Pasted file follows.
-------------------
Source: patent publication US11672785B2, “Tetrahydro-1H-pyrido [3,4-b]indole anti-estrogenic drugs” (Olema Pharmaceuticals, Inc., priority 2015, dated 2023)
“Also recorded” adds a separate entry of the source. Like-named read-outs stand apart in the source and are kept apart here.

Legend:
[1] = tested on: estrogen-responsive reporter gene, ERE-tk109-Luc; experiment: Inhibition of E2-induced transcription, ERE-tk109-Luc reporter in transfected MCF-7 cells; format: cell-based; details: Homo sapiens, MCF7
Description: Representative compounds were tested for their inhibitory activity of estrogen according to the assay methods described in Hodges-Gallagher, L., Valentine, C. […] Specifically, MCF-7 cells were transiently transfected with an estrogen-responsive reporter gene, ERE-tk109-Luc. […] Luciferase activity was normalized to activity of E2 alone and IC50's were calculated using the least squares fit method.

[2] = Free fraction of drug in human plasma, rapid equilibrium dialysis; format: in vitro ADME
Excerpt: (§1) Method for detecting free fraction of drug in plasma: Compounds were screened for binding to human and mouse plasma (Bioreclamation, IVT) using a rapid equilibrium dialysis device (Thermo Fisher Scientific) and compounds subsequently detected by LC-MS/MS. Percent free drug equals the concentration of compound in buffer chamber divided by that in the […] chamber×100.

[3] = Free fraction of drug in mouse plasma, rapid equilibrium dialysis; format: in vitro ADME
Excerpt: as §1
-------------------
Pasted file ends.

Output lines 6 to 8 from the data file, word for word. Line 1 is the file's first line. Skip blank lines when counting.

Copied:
[2] = Free fraction of drug in human plasma, rapid equilibrium dialysis; format: in vitro ADME
Excerpt: (§1) Method for detecting free fraction of drug in plasma: Compounds were screened for binding to human and mouse plasma (Bioreclamation, IVT) using a rapid equilibrium dialysis device (Thermo Fisher Scientific) and compounds subsequently detected by LC-MS/MS. Percent free drug equals the concentration of compound in buffer chamber divided by that in the […] chamber×100.

[3] = Free fraction of drug in mouse plasma, rapid equilibrium dialysis; format: in vitro ADME